I’m trying out IPython. I’m also playing around with machine learning which means I need some simple data visualization, so I’m playing around with matplotlib. Here’s how to display generated plots inline (as opposed to in a popup window); the docs are inconsistent.
QT: ipython qtconsole –matplotlib inline
Notebook: launch with “ipython notebook”, then run “%matplotlib inline” in a notebook.
Here’s a sample program that generates and shows a plot:
from matplotlib import pyplot as plt
years = range(1950, 2020, 10)
gdp = [300, 543, 1075, 2862, 5979, 10289, 14958]
plt.plot(years, gdp, color='green', marker='o', linestyle='solid')
The Roku got a new official Twitch client recently. It has a remarkably neat trick: variable adjustment of bandwidth usage while playing a stream without interruption. I’ll be watching the stream in what looks to be 480p quality. Then it drops to lower quality: 360p, or 240p, or even the impressionistic smeary stream for mobile devices. Then it pops back up to 480p when it can. All the while playback is uninterrupted. Crucially the audio never cuts out or skips, so the overall viewing experience is remarkably smooth.
Here’s a bandwidth graph of 10 minutes of me watching RiotGames’ official LCS channel yesterday.
My network is capable of 2600 kbits/sec but only for a burst of ~30 seconds. Then I’m throttled back to 1024 kbps for awhile. Here you can see the stream is mostly consuming about 1000 kbps but occasionally enjoys the burst up to 1500 and once even dropped down to 660 or so. All the time that was happening my playback was quite smooth and solid, the only indication anything was going on was that the graphics got a bit fuzzy sometimes.
Most video streaming apps online seem to have one HTTP stream for each quality of video, and once you start streaming it you’re committed to that bitrate. The Twitch app must be doing something smarter about grabbing a few seconds of stream at a time and dynamically altering the bitrate depending on measured bandwidth. That may explain the 3s buffering time before the stream plays, too. I’ll gladly take that tradeoff.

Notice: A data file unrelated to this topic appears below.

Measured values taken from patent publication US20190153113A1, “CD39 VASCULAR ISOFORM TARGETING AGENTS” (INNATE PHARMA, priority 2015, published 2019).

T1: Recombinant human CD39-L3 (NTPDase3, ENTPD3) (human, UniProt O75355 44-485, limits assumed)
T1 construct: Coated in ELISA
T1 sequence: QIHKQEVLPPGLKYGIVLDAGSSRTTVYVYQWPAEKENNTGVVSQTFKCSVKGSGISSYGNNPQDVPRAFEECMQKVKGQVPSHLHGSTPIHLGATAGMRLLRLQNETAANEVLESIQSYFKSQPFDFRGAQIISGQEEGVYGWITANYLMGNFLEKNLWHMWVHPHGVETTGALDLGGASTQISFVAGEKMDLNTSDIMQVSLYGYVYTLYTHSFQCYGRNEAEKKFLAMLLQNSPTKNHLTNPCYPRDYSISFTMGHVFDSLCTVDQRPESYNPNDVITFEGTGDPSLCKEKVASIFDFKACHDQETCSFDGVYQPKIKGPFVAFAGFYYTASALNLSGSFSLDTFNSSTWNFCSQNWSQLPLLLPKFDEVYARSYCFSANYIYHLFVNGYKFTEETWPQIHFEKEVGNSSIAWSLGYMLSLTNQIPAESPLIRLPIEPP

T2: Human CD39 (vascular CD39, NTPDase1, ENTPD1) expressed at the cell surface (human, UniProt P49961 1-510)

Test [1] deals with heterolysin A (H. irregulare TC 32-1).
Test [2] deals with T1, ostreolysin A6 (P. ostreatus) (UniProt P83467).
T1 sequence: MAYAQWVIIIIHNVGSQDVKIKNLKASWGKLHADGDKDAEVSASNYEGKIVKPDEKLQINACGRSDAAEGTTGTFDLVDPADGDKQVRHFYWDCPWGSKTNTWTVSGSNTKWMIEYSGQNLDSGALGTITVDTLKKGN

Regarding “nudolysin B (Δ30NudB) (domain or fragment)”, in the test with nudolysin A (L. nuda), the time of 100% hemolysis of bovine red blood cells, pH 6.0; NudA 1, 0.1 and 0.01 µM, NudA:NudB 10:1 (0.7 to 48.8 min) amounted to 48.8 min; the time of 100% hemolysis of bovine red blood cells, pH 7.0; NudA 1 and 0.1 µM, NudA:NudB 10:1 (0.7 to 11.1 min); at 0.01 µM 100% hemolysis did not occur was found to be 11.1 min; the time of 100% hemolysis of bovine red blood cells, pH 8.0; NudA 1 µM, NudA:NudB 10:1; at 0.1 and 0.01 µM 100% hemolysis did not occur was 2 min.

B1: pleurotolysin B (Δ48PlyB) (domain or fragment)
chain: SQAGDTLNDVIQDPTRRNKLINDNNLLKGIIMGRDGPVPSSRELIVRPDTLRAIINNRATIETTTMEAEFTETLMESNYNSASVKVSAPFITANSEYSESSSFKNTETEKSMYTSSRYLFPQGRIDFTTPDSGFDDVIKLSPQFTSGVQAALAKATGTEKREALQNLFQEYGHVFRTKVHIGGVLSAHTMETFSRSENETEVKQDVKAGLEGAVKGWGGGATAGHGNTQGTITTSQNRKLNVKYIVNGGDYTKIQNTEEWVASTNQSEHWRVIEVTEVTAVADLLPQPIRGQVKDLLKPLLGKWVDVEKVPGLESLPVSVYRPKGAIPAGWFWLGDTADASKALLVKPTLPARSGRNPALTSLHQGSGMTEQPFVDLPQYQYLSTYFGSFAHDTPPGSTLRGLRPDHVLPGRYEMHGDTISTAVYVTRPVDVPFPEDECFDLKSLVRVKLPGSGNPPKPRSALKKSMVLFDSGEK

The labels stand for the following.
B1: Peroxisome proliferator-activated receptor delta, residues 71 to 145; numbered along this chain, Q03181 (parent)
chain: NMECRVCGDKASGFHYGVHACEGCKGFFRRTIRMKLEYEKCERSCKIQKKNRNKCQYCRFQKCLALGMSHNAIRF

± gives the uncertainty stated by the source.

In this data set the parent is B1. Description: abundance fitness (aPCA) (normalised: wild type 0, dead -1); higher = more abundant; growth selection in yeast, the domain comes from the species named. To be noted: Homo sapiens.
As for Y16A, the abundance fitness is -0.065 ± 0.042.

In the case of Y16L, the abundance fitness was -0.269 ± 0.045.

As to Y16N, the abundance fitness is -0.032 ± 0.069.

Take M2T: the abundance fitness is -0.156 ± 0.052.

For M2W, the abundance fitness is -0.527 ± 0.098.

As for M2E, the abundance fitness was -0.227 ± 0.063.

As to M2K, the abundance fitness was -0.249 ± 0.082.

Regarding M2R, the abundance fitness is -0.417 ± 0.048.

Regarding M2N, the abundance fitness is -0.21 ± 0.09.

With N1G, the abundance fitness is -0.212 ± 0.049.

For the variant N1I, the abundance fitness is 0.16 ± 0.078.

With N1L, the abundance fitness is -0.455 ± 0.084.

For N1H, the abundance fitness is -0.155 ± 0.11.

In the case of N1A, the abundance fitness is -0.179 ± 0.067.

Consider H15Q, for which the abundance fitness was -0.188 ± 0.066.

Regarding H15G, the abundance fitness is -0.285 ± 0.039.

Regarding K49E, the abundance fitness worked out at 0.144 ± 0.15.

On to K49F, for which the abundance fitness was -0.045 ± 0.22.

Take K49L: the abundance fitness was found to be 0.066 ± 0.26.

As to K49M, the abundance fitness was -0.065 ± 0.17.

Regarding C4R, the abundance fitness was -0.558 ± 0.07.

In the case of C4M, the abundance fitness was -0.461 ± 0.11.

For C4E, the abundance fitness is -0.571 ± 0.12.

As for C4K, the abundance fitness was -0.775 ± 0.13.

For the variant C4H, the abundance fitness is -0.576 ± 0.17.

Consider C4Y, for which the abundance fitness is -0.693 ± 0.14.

In the long long ago of the early 00s Internet, video streaming was dominated by RealMedia’s proprietary protocol. That was UDP, so packet loss could be handled by the app. And it was a progressive codec. I think Twitch is doing TCP and not a progressive codec, so it’s more like it’s just dynamically altering which stream it asks for on the fly. Seems to work pretty well.
(BTW, Twitch is still coy about publishing details on video quality and bitrates. Their’ partners page has some samples though, which claims
- 240p: 384kbps
- 360p: 512kbps
- 480p: 768kbps
- 720p: 1161kbps
- 1080p: 1500kbps
I’m suspicious of the correctness of these numbers. They’re too low, also too much like round numbers except 720p. Maybe the numbers are video only and they’re doing transcoding to exactly hit a video bitrate? Seems unlikely.)
I looked for evidence of major leap second bugs and didn’t find many. The big news was AWS went down around 30 minutes after the leap second, but that turned out to be an improperly published route, not directly a leap second thing.
But DynResearch published a great graph of BGP route instability around that time, a 15x increase in BGP advertisements over normal.
I wonder what the cause of that was and whether it caused any problems for civilians. My guess is that it is related to dynamic load balancing algorithms assuming a day only has 86,400 seconds.
More info in this article, which also notes that 2000 networks stopped working briefly.
Both my Mac and my Linux box seem to have survived the leap second, at least so far. Both systems just reported 23:59:59 taking two seconds. A friend with a MacOS 10.10 box says he saw 00:00:00 briefly. I saw that in 2012, and it’s a serious bug (the date flips too!) but didn’t today.